Raising $70 million can help any business. Just imagine the impact you can have with that kind of cash!
In my former eight-year career in professional fundraising, I learned what it really took to raise these types of funds. These lessons have carried me through in starting my own business and have become extremely helpful as I begin to scale. I’m excited to share three of them with you!
First, I’ll answer your most burning question – have I made this much in my business yet?
But I like to think one day I will because #bossbabe.
To cross into the eight-figure revenue range, it takes numerous pots and many different hands.
The revenue rose to $70 million from a variety of sources, much like you find in your business. You may have income from email marketing, in-person and online networking, strategic product placement, group programs, events, social media, and affiliate marketing.
In fundraising, diversifying revenue streams was the only way to raise this amount of money. Funds came through direct mail, events, email marketing, capital campaigns, grants, organizational partnerships, and generous individuals.
Large sums of money were raised due to these different revenue streams. It was made possible because of the time, talent, and strategy put in place by professional teams and leveraging the power of community.
Fundraising is always about community.
When you see your audience as more than making money, you can see them as part of your family. This is one of my biggest takeaways and viewing my business in this way has been invaluable in how I market, communicate, and connect.
Now let’s get to the good stuff!
Here are three lessons I learned from fundraising that can help you make millions:
1. You Must Work As A Team
Did I personally ask and secure each gift?
Just like any successful business you don’t cross the six, seven, or eight figure mark without working as a team. I had the pleasure to work on teams that functioned in a very dynamic and strategic way.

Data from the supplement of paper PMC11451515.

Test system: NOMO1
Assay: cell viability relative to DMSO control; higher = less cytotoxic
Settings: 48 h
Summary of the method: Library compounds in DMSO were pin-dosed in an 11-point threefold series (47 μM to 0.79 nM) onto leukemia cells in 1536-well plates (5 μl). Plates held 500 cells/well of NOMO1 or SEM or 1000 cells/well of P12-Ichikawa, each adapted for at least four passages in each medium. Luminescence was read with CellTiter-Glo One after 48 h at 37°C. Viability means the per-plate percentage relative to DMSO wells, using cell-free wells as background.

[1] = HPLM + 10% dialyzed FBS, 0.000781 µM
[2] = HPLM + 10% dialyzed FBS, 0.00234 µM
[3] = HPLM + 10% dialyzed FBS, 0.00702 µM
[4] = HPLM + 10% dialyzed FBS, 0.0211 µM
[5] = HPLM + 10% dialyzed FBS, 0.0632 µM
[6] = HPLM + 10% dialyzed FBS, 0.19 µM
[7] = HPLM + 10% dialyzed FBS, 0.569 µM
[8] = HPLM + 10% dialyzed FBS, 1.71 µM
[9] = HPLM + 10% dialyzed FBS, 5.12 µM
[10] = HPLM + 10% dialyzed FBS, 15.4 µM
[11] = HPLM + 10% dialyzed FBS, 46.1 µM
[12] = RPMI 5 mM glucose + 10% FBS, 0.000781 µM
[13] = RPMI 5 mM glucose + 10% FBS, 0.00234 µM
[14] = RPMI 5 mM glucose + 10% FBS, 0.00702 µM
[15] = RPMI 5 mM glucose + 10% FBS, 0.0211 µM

Before launching a campaign or meeting with a potential donor, the team always met to go over what would be best for the organization and the donor. Each person was aligned with ensuring the end result would be beneficial on both sides.
The one common theme the teams I worked with had, was every person was aligned with the mission and believed in it wholeheartedly. This passion shined through in their work and their communication. You could just feel it. Which created a very positive experience for donors.
So what if your business is a party of one?
For many of us, that’s how we start. Even if you’re a solopreneur, you can still create strategic allies to help you flush out ideas and make the right connections.
Poll your friends who are in your target market, create an advisory board, become active in Facebook groups and build BossBabe buddies, or even lean on your partner, who may have many ideas to contribute.
I routinely sit down with my fiancé and ask his thoughts on how I should approach a new launch or service. I also get on the phone with my dad or brother, who are business owners and ask their thoughts.
My business is a health and lifestyle brand for women and I like to gain the perspective from the opposite sex. They help me see if I’m looking at things too emotionally and I love surrounding myself with those who can see things in ways I can’t.